Gold is one of the most coveted investments, both in India and worldwide. The yellow metal is a household favourite in the Indian subcontinent for its ornamental uses and a trusted investment source. With a massive domestic holding of 24,000 – 25,000 tons, Indian households top the charts of gold reserves globally.
This age-old propensity for the precious metal has led it to be a trusted instrument in India’s loan industry. Many prominent and reliable lenders have started offering online gold loans with hassle-free documentation to boost gold loan popularity. The organised gold loans industry in India today is a mammoth Rs. 4.61 lakh crore, and it’s only poised to grow at an annual rate of 15 percent.
So, what makes this entire ecosystem of gold loans tick? Let’s peel off the layers of a gold loan and understand how this popular financing method works.
What is a gold loan & what is the process of applying for a gold loan?
A gold loan is a line of credit extended from a lender, usually a bank or NBFC, to a retail borrower, using their gold as collateral. This deposited gold can be in gold biscuits, ornaments, coins, or any other form. The precious metal is deposited with the institution against the loan value, which is anywhere between 60% to 75% of the market value of gold deposited as collateral.
This value of a gold loan against gold collateral is arrived at after considering several factors:
- The current market price of gold
- The creditworthiness of the borrower
- The weight of the gold deposited
- Weight of stones and other metals present in the Jewellery
The very fact that the yellow metal enjoys a comfortable market position and is not as volatile as other investments makes the process of applying and disbursing a gold loan reasonably simple. There are two ways to apply for a gold loan from a process perspective, an online application and an offline application for the gold loan.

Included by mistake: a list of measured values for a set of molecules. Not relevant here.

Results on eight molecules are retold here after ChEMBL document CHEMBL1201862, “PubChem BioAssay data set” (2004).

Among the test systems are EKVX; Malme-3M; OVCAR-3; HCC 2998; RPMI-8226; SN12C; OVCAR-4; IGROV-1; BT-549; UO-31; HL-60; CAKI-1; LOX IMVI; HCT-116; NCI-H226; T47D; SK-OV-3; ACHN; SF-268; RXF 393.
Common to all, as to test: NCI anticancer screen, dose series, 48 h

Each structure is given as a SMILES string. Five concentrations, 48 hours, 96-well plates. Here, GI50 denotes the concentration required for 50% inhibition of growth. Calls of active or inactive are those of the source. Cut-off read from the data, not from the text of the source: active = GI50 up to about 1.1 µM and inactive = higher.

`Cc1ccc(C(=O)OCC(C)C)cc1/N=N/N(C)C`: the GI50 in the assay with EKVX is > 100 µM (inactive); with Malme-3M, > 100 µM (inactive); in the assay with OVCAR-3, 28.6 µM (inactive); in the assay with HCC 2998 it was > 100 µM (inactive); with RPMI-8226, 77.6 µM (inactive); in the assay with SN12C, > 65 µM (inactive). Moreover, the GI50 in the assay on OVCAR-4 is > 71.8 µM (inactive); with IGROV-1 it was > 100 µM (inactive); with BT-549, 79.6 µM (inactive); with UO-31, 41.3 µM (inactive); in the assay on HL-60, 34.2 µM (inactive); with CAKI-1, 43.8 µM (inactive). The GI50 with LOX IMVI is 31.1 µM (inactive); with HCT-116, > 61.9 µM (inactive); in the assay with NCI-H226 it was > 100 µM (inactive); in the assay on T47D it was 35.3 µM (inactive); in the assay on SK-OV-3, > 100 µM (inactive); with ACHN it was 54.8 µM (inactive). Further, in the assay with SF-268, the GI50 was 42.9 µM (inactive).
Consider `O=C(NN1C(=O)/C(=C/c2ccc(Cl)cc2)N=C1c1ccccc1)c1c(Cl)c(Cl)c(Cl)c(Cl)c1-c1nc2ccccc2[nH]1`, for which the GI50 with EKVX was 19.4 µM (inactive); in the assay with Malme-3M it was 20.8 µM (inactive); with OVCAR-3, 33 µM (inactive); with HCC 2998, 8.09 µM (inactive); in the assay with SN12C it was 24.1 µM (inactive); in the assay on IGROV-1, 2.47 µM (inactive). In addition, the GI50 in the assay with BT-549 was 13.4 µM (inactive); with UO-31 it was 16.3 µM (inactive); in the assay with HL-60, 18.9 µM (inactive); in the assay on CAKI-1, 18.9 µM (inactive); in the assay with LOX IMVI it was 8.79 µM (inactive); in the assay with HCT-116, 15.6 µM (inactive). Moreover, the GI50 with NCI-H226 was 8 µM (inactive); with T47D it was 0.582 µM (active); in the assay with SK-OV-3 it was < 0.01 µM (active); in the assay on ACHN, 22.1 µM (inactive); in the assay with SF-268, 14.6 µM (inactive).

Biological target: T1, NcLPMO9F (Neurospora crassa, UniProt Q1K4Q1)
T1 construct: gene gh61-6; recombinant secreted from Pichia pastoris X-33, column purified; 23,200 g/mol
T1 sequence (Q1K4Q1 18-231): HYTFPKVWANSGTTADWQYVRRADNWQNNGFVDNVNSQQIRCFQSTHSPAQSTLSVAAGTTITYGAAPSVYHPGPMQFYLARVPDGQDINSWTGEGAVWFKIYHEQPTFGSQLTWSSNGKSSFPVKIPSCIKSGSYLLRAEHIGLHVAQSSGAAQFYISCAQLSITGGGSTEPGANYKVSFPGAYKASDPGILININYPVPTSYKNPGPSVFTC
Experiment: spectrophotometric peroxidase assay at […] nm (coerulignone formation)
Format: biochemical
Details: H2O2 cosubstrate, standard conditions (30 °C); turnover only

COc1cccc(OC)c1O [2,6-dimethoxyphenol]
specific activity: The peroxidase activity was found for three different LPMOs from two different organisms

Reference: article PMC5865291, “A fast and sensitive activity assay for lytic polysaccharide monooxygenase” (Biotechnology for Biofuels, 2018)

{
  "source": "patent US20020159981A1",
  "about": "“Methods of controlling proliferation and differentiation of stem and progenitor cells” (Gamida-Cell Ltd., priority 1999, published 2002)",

- Applying online the basic details like the address, mobile number is shared beforehand with the NBFC and you are mapped to the nearest branch thus expediting the process, you only need to visit the branch to hand over the gold and some necessities.
- In an offline loan, the borrower must carry a necessary ID proof and the gold they wish to deposit. A guarantor or any previous gold certificates is not needed. The NBFC itself ascertains the gold value on the spot, extending a loan and providing a deposit certificate against the collateral.
How is the interest rate for gold loans calculated?
The variables that influence a gold loan’s interest rate are the loan tenure and the principal amount. The creditworthiness of the borrower does not have any bearing on the interest.
The interest rate also differs based on the particular gold loan scheme solicited. Special schemes are curated for business borrowers, small-time borrowers, borrowers for personal expenses, and even women borrowers.
Almost all banks and NBFCs that offer gold loans also provide a handy gold loan interest rate calculator on their websites.
To know the estimated monthly installment for a specific loan amount under any particular scheme, you may simply enter the variables, including loan value and tenure to get values for monthly installments. To arrive at the total interest levied, simply subtract the principal borrowed from all the installments to arrive at the total payable interest you have to shell out.
Most gold loan lenders levy an interest rate of anywhere between 12%-24% p.a., based on the loan’s nature. Muthoot FinCorp is a leading gold loan lender in India, helping you meet all your major financial goals with ease. Muthoot gold loan interest rates are an apt reflection of the interest levied by many leading lenders in the market.
Gold loans have been a tremendous success in South India, and are slowly but surely seeping into central and north India as a trusted financial instrument. As long as the yellow metal is a permanent feature in household lockers, the Indian gold loan market will continue to spearhead the short-term and long-term credit requirements of retail borrowers in India.
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